Coastal critters thought to be strangers to the open ocean have been found amongst the seething mass of plastic waste that is the Great Pacific Garbage Patch.

"The issues of plastic go beyond just ingestion and entanglement," Linsey Haram, a marine ecologist formerly at the Smithsonian Environmental Research Center, explained when in the process of conducting her research. "It's creating opportunities for coastal species' biogeography to greatly expand beyond what we previously thought was possible."

Haram first drew attention to the emergence of coastal species on buoyant plastic rafts adrift in the open ocean with a paper she co-authored that warned this could be a new route by which coastal critters invade new, unsuspecting habitats.

Rarely documented until now, one historical example was of coastal-dwelling invertebrates hitching a ride across the North Pacific Ocean on plastic debris swept out to sea in the 2011 Japanese earthquake and tsunami. Hundreds of invertebrate species clung on for six years to debris that washed ashore in North America and Hawaii in 2017.

But the extent to which coastal species, once assumed incapable of surviving long periods of time on the high seas, hopped aboard rafts of plastic waste remained largely unknown. What kinds of species are finding refuge in the refuse? What new communities are forming on the high seas far beyond their usual limits?

To answer those questions, Haram sampled debris from the Great Pacific Garbage Patch, the swirling mass of plastic buoys, buckets, bottles, rope, and fishing nets that continues to accumulate in the North Pacific Ocean, thousands of kilometers from any coastline.

Most of that plastic waste can be traced back to just five industrialized fishing nations, recent studies show, but the growing collection of unlikely passengers nestled within the Garbage Patch had for the most part been overlooked.

Now, Haram's latest study suggests that communities of coastal species rafting on plastic waste were more common and diverse than scientists had previously suspected.

Coastal invertebrate species such as crustaceans, sea anemones, and bryozoans, were found on some 70 percent of the 105 plastic items Haram and her colleagues surveyed. The number and taxonomic richness of coastal species on those items also far outweighed the diversity of pelagic species that usually exist in the open ocean.

"It appears that coastal species persist now in the open ocean as a substantial component of a neopelagic community sustained by the vast and expanding sea of plastic debris," the researchers write in their new paper.

Scientist wearing a mask and blue latex gloves inspects samples of plastic debris on a metal tray.
Linsey Haram analyzing sponges, hydroids, and bryozoans on plastic debris. (Luz Quiñones/Smithsonian)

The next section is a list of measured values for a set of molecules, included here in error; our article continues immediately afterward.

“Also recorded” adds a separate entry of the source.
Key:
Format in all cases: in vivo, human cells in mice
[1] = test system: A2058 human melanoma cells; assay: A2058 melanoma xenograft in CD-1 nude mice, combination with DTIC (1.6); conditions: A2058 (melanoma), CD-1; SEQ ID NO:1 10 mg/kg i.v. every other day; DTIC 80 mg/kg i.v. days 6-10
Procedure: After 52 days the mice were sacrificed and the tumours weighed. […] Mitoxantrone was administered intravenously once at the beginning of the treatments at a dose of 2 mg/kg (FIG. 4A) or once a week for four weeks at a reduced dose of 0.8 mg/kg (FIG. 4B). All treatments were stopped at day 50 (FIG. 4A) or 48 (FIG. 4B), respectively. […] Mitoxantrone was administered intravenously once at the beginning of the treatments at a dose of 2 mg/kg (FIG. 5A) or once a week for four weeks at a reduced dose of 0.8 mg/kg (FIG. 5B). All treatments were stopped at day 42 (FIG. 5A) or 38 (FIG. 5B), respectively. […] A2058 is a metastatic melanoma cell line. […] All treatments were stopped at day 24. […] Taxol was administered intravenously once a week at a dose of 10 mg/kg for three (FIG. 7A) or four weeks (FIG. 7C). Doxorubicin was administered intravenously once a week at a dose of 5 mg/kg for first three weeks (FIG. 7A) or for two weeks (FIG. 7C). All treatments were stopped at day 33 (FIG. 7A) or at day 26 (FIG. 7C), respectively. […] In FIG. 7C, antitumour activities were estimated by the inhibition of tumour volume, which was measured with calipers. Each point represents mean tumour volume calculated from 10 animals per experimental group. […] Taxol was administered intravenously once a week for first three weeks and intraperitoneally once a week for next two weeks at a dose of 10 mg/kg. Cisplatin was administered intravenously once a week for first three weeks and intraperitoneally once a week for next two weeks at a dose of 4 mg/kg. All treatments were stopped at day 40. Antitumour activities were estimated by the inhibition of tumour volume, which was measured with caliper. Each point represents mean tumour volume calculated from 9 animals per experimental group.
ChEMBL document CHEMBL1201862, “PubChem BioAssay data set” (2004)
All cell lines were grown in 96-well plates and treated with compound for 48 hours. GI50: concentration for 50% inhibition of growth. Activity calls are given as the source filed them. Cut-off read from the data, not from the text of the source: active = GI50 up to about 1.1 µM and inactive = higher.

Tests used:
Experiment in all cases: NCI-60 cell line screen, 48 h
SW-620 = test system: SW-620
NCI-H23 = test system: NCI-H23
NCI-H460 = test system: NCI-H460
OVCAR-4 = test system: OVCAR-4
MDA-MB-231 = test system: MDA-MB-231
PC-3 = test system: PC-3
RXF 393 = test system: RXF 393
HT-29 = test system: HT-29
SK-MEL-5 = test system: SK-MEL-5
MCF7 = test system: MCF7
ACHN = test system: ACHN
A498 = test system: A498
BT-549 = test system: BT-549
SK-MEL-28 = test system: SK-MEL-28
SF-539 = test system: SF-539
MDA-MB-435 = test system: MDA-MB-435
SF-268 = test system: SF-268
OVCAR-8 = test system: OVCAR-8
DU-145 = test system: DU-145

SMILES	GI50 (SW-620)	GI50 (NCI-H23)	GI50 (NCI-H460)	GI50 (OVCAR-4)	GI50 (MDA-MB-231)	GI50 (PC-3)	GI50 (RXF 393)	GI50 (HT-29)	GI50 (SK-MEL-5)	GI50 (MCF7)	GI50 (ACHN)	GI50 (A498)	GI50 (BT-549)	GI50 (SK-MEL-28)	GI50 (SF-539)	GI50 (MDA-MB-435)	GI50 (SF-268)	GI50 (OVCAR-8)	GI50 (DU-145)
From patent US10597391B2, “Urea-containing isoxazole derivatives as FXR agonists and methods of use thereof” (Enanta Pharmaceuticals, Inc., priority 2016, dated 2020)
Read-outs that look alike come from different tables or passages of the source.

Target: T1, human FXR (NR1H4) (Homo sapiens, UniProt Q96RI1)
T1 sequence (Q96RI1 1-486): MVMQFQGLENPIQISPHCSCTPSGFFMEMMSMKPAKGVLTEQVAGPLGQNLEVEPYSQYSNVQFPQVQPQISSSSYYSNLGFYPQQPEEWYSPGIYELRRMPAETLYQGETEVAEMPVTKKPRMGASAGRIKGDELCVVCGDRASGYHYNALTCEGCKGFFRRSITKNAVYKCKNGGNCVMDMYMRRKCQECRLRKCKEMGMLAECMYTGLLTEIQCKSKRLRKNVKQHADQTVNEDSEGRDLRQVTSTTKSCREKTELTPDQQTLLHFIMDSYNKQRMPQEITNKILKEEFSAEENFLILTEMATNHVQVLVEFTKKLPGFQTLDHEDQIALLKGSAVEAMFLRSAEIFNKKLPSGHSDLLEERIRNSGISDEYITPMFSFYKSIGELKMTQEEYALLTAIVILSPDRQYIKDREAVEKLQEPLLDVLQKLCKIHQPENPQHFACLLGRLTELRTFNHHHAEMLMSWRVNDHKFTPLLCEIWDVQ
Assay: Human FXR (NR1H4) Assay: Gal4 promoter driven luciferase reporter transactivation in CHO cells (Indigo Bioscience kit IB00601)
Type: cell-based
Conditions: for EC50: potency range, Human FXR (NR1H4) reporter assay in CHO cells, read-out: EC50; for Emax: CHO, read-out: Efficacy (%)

Coastal invertebrates were not only surviving but apparently thriving in their newfound, floating habitat. Fern-like hydroids (related to jellyfish and corals) bearing reproductive structures were found amongst the trash, along with egg-carrying amphipods and sea anemones of various sizes.

Rather than the plastic mass being inhospitable to coastal-dwelling species, it seems that coastal critters are living long enough to reproduce – and likely competing with pelagic rafters for space and resources.

Collage of images showing types of plastic debris found in the Great Pacific Garbage Patch.
Plastic debris sampled from the Great Pacific Garbage Patch between 2018 and 2019. (Haram et al., Nature Ecology & Evolution, 2023)

How coastal invertebrates are surviving in an environment so unlike their own is still puzzling. Somehow they are finding food in a part of the ocean so remote marine scientists called it a food desert.

What we do know is that plastic hangs around for decades, if not centuries, and the amount of plastic pollution flowing into the oceans each year is only set to increase unless new policies such as a global treaty cut back and clean up plastic waste.

Plastic is already transforming marine ecosystems in unsettling ways, and if coastal invertebrates venture out to sea aboard rafts of floating debris they might begin "fundamentally altering" oceanic communities, Haram and colleagues warn.

Of course, nature is just finding a way to survive in turbulent times. More research to sift through communities rafting upon floating plastic waste would at least help us understand the changes afoot.

Haram and colleagues expect to discover more coastal species making their maiden voyage into the high seas with future studies, and hope to understand if any differences exist between ocean gyre systems in the North and Southern Hemisphere.

"Our results demonstrate that the oceanic environment and floating plastic habitat are clearly hospitable to coastal species," the researchers conclude.

The study has been published in Nature Ecology and Evolution.